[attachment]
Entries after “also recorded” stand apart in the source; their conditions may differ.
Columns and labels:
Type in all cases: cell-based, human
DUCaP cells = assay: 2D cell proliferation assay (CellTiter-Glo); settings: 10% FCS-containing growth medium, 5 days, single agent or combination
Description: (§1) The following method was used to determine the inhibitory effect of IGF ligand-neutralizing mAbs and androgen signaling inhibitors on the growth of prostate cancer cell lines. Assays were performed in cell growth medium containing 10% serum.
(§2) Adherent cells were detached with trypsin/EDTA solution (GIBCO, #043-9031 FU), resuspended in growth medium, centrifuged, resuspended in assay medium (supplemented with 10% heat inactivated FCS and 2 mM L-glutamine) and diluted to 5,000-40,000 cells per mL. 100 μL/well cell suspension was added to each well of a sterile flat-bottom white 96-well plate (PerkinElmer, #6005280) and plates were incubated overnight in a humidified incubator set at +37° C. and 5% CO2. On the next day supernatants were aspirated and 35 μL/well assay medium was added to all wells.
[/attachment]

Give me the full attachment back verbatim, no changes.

Entries after “also recorded” stand apart in the source; their conditions may differ.
Columns and labels:
Type in all cases: cell-based, human
DUCaP cells = assay: 2D cell proliferation assay (CellTiter-Glo); settings: 10% FCS-containing growth medium, 5 days, single agent or combination
Description: (§1) The following method was used to determine the inhibitory effect of IGF ligand-neutralizing mAbs and androgen signaling inhibitors on the growth of prostate cancer cell lines. Assays were performed in cell growth medium containing 10% serum.
(§2) Adherent cells were detached with trypsin/EDTA solution (GIBCO, #043-9031 FU), resuspended in growth medium, centrifuged, resuspended in assay medium (supplemented with 10% heat inactivated FCS and 2 mM L-glutamine) and diluted to 5,000-40,000 cells per mL. 100 μL/well cell suspension was added to each well of a sterile flat-bottom white 96-well plate (PerkinElmer, #6005280) and plates were incubated overnight in a humidified incubator set at +37° C. and 5% CO2. On the next day supernatants were aspirated and 35 μL/well assay medium was added to all wells.